The more scary things I do and the more I gently push myself while I can, the easier things get when I feel like I can’t do something – because I’ve then done it before. I’ve got courage to spend at the moment, so I’m using it by walking new routes, eating places I’ve not been, talking to new people – none of which sound like much, but they’re all anxiety points! I’ve sung in public; asked someone out; volunteered for public speaking; sorted company tax accounts; shared some scary writing…

It’s all still terrifying. Driving still isn’t something I choose to do if I can help it; I’ll get the bus or walk instead! Weirdly, it’s usually parking that’s the anxiety point, because I can mostly control everything else – but because I’ve pushed myself, driving is now a much more viable option, and it means I can help someone else and drive a van when I need to.  And that seems to hold true for most of my anxiety things; pushing myself means I add new skills, and it – so far, mostly – means I decrease the anxiety around it.

It’s still limited, though, and that’s something I have been careful to remember. I was honest about my limitations and fears with the van – and I was right to be, because I did struggle, and thanks to having said (I am so grateful for a mental-health-friendly workplace and boss!) it was all sorted out. I was careful to plan and research my trip to Cambridge so that I removed as many of the potential anxiety points as possible; I knew where I could park and what to do at the junctions that could be problems, and that meant I could deal with everything else with a bit more equilibrium. Even with restaurants, I’ll ideally go with someone else who’s been before, stay behind them, give myself time to see how it works. It’s pushing myself, but it’s also knowing where my limits are – but even that is because I’ve been here before, and I know what I get scared about. I can push that.

And when I’ve done it once, I can do it again! Adulting ftw!

Board Games and Werewolf

One of the excellent things about Rebellion (amongst many others, of course) is that there’s so many geeky people that there’s a board games club at lunchtime. (There’s also a lot of people who play computer games – I’ve been offered Halo, Overwatch and World of Warcraft, and several others that I hadn’t heard of!) But because I like board games, I made a point of investigating who did what, and I’m now usually – if the publishing department hasn’t caught fire or the printers have just sent a proof copy back – to be found playing something at lunchtime…

7 Wonders

You are the leader of one of the 7 great cities of the Ancient World. Gather resources, develop commercial routes, and affirm your military supremacy. Build your city and erect an architectural wonder which will transcend future times.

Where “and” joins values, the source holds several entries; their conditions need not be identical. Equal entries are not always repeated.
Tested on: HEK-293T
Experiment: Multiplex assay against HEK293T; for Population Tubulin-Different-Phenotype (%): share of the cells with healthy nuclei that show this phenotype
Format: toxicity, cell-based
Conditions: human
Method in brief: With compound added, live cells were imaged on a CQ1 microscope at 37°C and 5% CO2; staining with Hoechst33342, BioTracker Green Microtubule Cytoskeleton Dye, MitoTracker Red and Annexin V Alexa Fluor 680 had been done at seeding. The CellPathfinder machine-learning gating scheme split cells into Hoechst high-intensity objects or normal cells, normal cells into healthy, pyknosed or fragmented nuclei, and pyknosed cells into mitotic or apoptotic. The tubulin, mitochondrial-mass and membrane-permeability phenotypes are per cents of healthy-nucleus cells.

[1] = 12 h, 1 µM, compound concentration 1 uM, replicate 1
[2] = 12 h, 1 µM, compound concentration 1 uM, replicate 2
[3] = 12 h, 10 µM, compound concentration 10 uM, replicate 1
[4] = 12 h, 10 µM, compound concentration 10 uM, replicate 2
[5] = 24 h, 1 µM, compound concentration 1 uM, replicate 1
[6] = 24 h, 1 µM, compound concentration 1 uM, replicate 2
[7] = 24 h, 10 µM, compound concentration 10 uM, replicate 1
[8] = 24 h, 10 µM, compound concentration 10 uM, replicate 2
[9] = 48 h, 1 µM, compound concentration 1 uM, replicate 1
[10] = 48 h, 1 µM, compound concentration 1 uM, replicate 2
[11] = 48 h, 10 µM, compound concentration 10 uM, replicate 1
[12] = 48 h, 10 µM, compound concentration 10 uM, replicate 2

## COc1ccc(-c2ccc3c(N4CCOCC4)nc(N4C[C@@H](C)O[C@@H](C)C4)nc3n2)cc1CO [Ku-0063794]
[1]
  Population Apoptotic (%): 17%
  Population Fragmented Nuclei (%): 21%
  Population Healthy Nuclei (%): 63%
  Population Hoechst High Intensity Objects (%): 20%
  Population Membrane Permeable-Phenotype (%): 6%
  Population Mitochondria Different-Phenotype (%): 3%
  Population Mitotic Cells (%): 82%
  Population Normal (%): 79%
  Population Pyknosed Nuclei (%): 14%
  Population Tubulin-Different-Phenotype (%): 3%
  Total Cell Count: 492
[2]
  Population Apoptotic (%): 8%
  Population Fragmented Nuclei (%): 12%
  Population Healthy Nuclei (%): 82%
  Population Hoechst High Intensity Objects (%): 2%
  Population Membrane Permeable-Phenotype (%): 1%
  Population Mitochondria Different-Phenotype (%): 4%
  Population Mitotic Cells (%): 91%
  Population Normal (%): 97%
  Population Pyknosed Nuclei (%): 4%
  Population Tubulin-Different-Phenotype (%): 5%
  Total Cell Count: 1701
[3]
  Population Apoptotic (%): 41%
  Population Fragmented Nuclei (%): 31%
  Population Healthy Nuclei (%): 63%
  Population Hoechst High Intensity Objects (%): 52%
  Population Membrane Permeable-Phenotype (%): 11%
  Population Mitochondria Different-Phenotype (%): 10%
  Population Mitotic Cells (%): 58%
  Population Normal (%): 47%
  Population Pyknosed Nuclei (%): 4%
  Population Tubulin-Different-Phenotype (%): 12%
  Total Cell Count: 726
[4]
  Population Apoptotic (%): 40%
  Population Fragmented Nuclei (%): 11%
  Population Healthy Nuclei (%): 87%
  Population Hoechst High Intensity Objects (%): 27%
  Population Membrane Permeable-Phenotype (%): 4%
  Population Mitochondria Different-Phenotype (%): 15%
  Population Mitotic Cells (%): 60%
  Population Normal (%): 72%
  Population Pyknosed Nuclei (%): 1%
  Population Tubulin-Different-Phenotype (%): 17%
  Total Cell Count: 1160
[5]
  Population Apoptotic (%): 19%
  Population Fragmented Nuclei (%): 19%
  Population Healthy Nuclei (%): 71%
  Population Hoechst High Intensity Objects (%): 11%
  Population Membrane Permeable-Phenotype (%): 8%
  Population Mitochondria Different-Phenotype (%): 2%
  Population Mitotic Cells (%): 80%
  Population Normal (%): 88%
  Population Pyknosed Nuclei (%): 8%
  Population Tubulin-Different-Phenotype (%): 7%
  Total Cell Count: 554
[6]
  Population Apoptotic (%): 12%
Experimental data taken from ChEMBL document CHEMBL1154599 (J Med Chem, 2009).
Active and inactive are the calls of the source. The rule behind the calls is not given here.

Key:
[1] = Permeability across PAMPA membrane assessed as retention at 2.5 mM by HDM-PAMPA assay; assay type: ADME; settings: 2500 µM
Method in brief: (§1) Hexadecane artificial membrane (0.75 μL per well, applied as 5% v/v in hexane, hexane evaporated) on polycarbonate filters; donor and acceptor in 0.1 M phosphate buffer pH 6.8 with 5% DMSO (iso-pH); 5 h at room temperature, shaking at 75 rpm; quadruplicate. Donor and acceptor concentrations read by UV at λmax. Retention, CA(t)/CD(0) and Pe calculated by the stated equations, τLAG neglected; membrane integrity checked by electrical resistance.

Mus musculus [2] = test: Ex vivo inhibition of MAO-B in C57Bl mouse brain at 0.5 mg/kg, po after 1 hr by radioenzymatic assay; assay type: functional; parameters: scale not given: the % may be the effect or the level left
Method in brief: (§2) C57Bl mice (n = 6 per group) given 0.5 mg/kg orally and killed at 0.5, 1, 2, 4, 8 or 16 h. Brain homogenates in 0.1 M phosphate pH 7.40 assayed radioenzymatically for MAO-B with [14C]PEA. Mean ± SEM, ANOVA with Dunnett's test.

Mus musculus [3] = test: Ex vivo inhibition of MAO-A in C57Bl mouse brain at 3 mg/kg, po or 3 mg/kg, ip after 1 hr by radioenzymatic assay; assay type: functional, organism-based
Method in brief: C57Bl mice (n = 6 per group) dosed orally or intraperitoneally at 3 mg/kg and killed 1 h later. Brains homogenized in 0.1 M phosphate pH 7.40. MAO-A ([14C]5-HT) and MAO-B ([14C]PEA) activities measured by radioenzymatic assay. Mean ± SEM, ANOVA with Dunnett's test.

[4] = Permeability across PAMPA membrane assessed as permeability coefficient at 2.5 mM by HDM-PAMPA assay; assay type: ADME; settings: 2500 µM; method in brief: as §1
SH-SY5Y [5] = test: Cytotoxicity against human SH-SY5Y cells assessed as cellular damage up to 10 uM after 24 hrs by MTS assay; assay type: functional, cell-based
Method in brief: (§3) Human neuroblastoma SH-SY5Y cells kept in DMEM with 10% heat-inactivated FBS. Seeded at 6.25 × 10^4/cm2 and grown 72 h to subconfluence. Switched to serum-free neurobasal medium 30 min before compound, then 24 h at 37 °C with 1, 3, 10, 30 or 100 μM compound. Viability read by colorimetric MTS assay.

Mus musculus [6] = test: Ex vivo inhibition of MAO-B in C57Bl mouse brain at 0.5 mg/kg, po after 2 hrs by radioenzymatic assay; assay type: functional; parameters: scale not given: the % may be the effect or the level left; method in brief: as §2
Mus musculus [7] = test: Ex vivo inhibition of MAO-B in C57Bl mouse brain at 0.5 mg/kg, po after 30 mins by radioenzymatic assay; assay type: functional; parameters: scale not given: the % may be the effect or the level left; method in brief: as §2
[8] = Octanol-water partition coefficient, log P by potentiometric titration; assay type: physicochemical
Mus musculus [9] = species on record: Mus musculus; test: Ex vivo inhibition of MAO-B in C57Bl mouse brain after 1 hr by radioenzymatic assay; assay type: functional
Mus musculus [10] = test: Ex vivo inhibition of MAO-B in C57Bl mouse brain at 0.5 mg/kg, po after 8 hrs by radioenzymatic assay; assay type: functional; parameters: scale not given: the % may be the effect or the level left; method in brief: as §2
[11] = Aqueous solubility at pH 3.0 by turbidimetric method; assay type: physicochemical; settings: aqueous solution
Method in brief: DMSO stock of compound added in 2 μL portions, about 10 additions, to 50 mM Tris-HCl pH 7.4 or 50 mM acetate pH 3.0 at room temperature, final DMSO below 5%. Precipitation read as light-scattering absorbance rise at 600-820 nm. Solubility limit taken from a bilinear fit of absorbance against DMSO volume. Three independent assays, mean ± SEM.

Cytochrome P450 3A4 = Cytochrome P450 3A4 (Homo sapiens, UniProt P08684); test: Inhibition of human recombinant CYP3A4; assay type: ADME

I admit that when I first played this, I was a bit worried as it was quite long…but it’s actually a really good half-hour game! The setup’s a little fiddly but once you know what everything does (which I found took 5-ish games) it’s quite easy to start looking at strategies and ways of playing. I haven’t yet won, but I’m starting to hold my own – and develop my own strategies for winning! It can be as complex or as simple a strategy as you want it to be, and I like 7 Wonders because the game changes every time, so – so far! – it hasn’t become boring.

Tzolk’in

We’ve just started playing this (aka. we’ve played it twice now?) so I’m just about getting the hang of it. It’s got a cool mechanism of turning wheels, so you add your workers to a wheel and then can either leave them to ride up the rewards, or remove them to gain the reward, plus go up in temple points, build buildings…it’s quite complex to understand what everything does, but kinda fun. Still working out my strategies though!

Mystic Vale (with expansions)

A curse has been placed on the Valley of Life. Hearing the spirits of nature cry out for aid, clans of druids have arrived, determined to use their blessings to heal the land and rescue the spirits. It will require courage and also caution, as the curse can overwhelm the careless who wield too much power.

I really like the mechanism for this; you get issued a “base” set of cards, and then you add in powers on top in clear plastic sleeves. It means you power up your deck as you play, but still gives you randomly selected cards – and you’re potentially fighting everyone else at the table for the cards that you want to take. It’s been a 2-lunchtime game each time we’ve played (although sometimes only just!) and it fairly easy to set up. And it is very pretty.